Monday, January 26, 2009

le weekend

One of the best things about living in London (and there are many!) is that it is so easy to leave it. Not permanently, you understand, for that would be very hard, but for a little while. For a weekend.

So, bright (not really) and early (too early) the man and I left home in the chilly dark of a winter's morning and arrived in Paris in time for lunch.

If you know Paris, you'll know that you need comfy shoes, a camera, a passion for exploring and sharp eyes in order to avoid the piles of dogpoo on the pavement. Merde indeed.

We stayed in a hotel across the road from the Palais du Luxembourg. There were more police around than usual and a quite noisy, but still well behaved little demonstration, as President Sarkozy was addressing Le Senat.

Close to our hotel was the church dedicated to St Sulpice. Only slightly smaller than Notre Dame, it is the second largest church in Paris. Famous for its '100 stop' organ and for featuring in Dan Brown's The Da Vinci Code, the exterior is massive and imposing. The inside is gloomy and dirty, the poor lighting making it hard to see the murals by Delacroix.
We did, however see this:

Part of what seemed to be a small town in miniature, the little nativity scene featured a rocking crib, which squeaked softly as it rolled from side to side. The infant Jesus, who was probably feeling pretty seasick with the constant swaying, gazed with startled eyes at the roof of the cave. A small group of tourists gazed with equally startled eyes at various little scenes within this tableau: woodcutter, butcher, baker ....

Outside in daylight once more, we stood and watched the fountains. Shimmering curtains of water fell in graceful waves into the marble basins.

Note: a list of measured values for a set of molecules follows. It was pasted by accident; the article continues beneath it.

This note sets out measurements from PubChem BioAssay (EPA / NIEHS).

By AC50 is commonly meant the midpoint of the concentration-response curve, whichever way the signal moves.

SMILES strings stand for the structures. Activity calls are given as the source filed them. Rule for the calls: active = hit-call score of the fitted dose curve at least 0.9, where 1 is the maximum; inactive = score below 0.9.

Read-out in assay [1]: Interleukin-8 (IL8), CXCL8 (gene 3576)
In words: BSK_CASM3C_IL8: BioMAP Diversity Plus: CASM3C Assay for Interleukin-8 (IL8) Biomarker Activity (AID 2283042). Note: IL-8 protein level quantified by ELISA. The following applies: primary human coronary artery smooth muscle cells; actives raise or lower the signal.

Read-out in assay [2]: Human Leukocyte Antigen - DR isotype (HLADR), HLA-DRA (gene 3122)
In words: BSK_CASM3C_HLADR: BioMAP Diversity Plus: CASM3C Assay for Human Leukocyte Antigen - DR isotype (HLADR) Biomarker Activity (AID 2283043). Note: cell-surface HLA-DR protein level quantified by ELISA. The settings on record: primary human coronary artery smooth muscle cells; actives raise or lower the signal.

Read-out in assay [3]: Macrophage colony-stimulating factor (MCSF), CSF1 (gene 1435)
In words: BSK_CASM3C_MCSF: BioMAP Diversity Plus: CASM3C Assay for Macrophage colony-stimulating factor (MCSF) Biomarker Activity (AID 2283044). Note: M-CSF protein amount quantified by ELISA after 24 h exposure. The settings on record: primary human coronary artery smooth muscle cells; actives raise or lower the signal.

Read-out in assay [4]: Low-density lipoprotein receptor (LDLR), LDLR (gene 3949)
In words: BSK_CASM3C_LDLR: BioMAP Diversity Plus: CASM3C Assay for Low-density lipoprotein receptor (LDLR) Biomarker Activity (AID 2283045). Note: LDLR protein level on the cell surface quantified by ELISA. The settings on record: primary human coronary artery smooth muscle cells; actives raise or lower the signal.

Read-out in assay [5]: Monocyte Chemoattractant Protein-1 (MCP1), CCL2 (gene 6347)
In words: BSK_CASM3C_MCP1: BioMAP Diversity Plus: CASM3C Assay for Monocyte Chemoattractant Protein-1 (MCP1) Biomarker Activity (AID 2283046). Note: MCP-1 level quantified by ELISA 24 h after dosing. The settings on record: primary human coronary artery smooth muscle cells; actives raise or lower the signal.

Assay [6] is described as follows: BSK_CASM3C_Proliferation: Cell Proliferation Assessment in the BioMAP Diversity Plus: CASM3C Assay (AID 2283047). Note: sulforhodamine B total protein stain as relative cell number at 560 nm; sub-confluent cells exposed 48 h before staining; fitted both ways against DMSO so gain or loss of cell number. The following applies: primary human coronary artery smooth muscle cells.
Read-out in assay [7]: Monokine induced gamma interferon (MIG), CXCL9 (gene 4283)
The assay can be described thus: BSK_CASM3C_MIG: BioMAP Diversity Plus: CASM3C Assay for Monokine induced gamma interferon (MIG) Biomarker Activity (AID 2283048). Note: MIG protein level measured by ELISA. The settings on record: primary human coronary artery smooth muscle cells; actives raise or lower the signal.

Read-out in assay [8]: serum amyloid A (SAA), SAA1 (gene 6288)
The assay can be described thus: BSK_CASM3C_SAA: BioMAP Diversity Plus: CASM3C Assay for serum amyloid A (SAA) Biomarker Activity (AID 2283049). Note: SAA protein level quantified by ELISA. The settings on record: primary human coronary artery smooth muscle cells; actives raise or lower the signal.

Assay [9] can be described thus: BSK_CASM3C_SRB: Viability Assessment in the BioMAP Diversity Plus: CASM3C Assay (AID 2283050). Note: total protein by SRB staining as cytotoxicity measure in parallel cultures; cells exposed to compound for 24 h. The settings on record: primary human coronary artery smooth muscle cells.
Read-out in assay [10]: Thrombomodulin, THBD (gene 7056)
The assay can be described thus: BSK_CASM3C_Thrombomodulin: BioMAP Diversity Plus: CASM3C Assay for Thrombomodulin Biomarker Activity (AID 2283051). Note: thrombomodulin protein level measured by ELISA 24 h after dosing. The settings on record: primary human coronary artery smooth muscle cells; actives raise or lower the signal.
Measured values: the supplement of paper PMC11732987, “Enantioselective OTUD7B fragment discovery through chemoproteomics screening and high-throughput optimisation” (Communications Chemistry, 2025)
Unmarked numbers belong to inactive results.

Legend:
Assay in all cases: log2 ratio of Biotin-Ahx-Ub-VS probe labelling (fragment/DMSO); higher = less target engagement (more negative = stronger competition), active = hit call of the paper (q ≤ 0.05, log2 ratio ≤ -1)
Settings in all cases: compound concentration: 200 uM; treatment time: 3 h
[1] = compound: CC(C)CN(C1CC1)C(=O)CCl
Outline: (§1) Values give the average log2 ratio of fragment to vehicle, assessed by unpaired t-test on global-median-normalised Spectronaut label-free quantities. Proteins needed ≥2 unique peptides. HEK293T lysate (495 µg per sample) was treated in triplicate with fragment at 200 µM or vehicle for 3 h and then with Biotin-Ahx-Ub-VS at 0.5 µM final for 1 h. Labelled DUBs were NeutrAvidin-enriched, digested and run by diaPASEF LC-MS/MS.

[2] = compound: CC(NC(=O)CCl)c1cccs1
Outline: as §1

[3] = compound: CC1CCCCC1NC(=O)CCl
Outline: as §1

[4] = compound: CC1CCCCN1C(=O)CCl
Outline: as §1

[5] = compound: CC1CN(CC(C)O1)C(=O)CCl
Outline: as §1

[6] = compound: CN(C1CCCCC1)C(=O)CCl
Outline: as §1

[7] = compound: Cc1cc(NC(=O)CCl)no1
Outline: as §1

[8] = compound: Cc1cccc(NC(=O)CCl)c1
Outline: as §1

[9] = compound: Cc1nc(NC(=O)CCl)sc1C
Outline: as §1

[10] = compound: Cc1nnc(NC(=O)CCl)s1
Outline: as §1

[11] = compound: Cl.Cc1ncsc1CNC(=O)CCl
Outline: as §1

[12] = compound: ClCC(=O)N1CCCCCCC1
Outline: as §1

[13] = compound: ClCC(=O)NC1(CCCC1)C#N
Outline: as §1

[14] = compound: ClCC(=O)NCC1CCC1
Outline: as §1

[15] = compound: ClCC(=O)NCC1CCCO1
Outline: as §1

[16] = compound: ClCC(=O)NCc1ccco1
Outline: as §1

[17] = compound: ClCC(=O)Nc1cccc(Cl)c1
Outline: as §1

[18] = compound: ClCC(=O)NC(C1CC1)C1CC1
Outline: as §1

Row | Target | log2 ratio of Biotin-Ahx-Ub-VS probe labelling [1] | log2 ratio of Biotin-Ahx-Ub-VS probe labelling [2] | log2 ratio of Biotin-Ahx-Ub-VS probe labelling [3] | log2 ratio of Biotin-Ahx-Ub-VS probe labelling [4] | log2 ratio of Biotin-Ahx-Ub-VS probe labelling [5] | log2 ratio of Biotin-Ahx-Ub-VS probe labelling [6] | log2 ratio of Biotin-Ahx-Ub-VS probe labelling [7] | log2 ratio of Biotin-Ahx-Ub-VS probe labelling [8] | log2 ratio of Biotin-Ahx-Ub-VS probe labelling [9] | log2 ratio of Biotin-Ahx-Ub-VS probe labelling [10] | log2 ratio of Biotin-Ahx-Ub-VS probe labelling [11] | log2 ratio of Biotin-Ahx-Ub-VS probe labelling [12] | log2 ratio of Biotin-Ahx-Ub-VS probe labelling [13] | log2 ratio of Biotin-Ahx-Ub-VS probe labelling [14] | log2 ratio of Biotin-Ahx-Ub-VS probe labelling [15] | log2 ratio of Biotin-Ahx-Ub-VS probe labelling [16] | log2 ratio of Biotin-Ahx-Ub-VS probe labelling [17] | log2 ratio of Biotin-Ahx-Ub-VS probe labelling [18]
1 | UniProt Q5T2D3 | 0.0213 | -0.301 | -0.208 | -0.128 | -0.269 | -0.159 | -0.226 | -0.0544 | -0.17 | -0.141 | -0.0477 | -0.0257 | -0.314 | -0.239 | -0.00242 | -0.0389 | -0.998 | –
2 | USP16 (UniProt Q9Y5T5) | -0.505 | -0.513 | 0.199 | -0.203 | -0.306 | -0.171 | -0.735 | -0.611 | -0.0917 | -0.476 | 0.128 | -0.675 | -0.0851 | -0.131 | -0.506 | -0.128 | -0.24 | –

It felt like time for tea.

Saturday, January 10, 2009


Once a small settlement referred to as Bacheham in the Domesday Book, Beckenham has been swallowed up by suburban London. Its meandering high street has the usual bars, eateries, charity shops and estate agents to be found in many other parts of south east England. But there is the odd gem: Village Fine Sausages and Pinksy's - they sell possibly the best Chicken Soup this side of the Atlantic!

The Parish Church is dedicated to St George (he of dragon-slaying fame and patron saint of England) but, in the grounds, is this celtic cross.

It seems far from home.

I caught the reflection of the trees in the churchyard in the window of Mark's and Spencer.

Saturday, January 3, 2009

crystal palace

The Crystal Palace was a cast iron and glass building, originally erected in Hyde Park, London, to house the Great Exhibition of 1851.
After the exhibition was over, the Crystal Palace was moved to its new home in Sydenham Hill, South East London.
It burned down in 1936 when my mother was 14. She and her family, who lived in Sydenham, watched the flames and the glow in the sky from their home. One of her sisters ventured onto the site when the fires were out and picked up a piece of glass. We think it was part of one of the arches inside the building, as it still retains a beautifully smooth, curved edge. When you hold it to the light it sparkles and you can see rainbows inside it.

The photo is of Crystal Palace station. The design of the new ticket hall reflects part of the design of the old Crystal Palace.

Friday, January 2, 2009

starting local

Happy 2009!

I'm planning on doing plenty of travelling this year - both at home and abroad - and have promised myself to take my camera with me at (almost) all times!
Inspired by
squirrel's and kimy's fabulous blogs, I'm starting local.

Local is South East London.
So, we'll see where that takes us ...